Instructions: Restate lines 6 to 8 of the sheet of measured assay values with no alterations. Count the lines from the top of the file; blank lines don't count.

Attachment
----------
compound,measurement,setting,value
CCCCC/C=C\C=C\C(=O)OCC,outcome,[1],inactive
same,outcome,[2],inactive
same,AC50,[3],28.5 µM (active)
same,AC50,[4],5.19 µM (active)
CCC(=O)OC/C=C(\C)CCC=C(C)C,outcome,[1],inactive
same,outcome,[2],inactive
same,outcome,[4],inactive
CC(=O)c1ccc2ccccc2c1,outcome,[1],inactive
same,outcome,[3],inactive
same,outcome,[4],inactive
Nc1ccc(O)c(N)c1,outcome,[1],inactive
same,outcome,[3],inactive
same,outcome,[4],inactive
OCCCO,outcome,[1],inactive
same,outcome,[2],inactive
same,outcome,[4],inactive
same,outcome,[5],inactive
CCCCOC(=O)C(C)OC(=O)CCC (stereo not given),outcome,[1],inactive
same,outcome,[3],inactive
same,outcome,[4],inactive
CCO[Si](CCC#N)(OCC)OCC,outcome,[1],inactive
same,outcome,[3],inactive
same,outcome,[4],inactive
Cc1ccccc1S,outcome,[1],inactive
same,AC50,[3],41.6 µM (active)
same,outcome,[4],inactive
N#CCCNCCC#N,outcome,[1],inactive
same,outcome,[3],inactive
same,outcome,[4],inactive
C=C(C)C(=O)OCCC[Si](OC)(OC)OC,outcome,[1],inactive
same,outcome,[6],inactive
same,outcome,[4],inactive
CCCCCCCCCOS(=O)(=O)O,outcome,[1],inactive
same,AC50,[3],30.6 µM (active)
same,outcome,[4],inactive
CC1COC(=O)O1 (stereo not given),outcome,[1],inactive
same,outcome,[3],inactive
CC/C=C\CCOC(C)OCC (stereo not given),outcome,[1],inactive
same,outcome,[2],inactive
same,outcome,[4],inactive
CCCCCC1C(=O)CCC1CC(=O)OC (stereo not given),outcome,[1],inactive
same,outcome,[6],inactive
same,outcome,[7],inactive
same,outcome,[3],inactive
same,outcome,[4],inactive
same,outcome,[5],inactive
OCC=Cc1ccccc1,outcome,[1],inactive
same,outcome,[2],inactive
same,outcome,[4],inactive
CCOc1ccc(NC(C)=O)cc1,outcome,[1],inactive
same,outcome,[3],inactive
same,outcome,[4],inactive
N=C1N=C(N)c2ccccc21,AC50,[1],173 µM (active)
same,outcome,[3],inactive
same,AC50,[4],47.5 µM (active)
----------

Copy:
CCC(=O)OC/C=C(\C)CCC=C(C)C,outcome,[1],inactive
same,outcome,[2],inactive
same,outcome,[4],inactive